UAE internet advertising set for world’s fastest growth
Internet advertising in the UAE is set to grow the fastest in the world, according to research from PWC.
The yearly Entertainment and Media Outlook report outlines the latest trends in the industry and was presented on the sidelines of the Dubai International Film Festival on Thursday.
PWC says the UAE’s internet advertising sector is worth $229m, but that is set to rise to $735m by 2018, for a compound annual growth rate of 34.6 per cent. PWC said that would be the highest rate in the world, with Nigeria in second place with 32.7 per cent growth followed by Egypt with 31.8 per cent.
Worldwide, it said internet advertising would grow at a compounded rate of 10.7 per cent a year to reach $195bn by 2018.
“Growth is now digital, there is no hiding from that and mobile advertising is really spearheading this migration,” said Philip Shepherd, a partner at PWC.
The growth is directly related to internet access and the number of internet subscribers. The UAE has the highest smartphone penetration rate in the world, expected to reach 85 per cent by next year, according to figures from the consultancy IDC.
The substantial growth rate is primarily a result of the low starting base, said Mr Shepherd.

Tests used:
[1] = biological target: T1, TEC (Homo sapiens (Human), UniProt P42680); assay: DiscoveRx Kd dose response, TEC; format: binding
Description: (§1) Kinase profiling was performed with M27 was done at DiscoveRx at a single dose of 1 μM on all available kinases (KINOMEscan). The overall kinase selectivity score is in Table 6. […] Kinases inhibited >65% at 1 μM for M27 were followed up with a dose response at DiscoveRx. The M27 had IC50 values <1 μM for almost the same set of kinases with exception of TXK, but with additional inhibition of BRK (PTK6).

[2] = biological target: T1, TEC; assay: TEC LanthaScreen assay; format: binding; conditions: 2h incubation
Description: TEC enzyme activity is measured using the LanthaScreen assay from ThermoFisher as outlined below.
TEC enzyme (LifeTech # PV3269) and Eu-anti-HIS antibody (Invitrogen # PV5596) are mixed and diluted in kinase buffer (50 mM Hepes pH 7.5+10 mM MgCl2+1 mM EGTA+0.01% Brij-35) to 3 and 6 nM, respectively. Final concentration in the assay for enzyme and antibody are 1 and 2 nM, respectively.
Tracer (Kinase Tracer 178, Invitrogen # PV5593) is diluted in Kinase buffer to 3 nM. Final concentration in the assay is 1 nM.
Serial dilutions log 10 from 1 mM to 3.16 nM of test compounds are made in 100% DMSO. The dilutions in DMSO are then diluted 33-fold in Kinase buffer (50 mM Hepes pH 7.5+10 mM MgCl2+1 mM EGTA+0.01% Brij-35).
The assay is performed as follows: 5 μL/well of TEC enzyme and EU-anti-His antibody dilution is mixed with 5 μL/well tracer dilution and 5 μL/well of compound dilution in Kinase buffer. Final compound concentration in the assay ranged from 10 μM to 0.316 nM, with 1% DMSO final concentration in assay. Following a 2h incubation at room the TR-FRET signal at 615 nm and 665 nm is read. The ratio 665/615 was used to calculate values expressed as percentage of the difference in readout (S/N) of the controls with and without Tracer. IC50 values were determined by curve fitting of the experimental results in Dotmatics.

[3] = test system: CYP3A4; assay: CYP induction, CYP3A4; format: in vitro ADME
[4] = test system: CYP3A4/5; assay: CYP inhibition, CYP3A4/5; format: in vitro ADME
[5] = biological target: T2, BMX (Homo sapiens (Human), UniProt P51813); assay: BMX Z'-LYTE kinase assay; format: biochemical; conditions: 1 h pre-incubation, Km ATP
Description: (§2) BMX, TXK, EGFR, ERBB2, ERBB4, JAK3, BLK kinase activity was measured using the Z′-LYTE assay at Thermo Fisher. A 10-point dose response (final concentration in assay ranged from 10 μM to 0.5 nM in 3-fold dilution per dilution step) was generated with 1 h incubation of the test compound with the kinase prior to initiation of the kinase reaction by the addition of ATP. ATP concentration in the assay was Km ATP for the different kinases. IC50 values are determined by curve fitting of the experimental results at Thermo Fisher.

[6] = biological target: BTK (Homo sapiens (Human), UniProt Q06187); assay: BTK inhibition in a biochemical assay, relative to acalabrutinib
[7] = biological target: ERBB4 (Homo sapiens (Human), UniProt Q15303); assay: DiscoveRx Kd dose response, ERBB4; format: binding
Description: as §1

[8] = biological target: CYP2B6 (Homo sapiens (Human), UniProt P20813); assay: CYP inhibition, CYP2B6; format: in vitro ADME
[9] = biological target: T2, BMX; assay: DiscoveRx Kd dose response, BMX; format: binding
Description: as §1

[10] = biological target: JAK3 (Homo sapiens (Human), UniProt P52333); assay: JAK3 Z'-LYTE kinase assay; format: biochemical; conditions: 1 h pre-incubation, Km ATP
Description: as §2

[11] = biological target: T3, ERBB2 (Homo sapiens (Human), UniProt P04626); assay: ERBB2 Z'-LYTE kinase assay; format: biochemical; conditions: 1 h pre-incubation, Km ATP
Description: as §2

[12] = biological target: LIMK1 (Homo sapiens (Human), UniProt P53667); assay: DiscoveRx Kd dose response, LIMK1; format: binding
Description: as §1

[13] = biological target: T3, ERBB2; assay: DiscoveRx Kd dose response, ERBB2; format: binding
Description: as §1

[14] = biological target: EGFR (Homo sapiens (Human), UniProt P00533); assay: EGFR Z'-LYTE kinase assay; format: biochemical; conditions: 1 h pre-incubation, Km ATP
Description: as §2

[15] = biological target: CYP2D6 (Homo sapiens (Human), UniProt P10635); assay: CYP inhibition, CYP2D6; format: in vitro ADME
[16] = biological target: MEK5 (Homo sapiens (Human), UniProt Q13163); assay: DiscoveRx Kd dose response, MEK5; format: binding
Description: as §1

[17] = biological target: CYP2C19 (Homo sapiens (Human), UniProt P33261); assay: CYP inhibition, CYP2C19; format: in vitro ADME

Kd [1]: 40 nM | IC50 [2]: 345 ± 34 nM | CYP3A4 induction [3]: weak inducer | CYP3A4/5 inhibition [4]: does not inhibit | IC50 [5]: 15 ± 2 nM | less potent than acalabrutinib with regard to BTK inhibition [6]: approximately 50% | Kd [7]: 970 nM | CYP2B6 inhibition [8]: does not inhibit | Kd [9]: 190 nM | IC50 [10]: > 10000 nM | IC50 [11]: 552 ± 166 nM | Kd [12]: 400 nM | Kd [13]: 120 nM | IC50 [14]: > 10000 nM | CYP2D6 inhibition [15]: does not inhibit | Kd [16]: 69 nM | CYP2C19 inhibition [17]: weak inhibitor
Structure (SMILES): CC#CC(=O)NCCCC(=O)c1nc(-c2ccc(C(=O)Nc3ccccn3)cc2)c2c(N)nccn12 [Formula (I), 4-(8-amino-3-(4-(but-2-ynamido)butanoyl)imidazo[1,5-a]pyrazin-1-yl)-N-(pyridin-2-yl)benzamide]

Yousef Tuqan Tuqan, the chief innovation officer at the Leo Burnett advertising agency: “The fact the UAE will have the fastest growing internet advertising is not a surprise.”
“The gap between digital spend on social platforms and consumer time spent on those social channels is massively imbalanced,” he said. “We’ve been trying to make the shift from analogue to digital and digital to mobile now. Channels like YouTube and Facebook have done a great job of creating monetisable platforms.”
Separately, the PWC report also highlighted how a lack of Arabic content online was hampering the region’s entertainment industry.
One reason for this is the lack of structured funding for the Arabic entertainment sector. Ayman Jamal, the chief executive of Barajoun Entertainment, the region’s first animation and special effects house, said he found it very difficult and challenging starting up the company.
“I was depending on friends and relatives and personal networks to make it happen,” he said. “I think we lack experience in the investment in entertainment industry in general. Unfortunately we are depending a lot on watching movies and playing games, not developing it.”
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Updated: December 11, 2014 04:00 AM